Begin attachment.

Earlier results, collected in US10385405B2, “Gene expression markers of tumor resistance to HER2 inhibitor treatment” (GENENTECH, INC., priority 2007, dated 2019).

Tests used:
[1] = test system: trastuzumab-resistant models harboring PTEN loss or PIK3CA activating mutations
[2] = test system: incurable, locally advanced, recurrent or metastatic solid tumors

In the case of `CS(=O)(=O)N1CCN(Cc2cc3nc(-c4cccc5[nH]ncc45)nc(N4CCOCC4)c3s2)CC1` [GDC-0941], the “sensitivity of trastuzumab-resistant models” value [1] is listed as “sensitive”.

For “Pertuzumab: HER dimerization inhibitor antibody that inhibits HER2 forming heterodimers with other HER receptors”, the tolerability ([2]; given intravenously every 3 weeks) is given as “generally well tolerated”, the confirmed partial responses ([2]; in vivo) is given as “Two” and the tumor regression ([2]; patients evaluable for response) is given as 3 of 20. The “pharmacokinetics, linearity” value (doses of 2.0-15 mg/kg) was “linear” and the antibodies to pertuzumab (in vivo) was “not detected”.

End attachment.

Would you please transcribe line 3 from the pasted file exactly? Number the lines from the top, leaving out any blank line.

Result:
[1] = test system: trastuzumab-resistant models harboring PTEN loss or PIK3CA activating mutations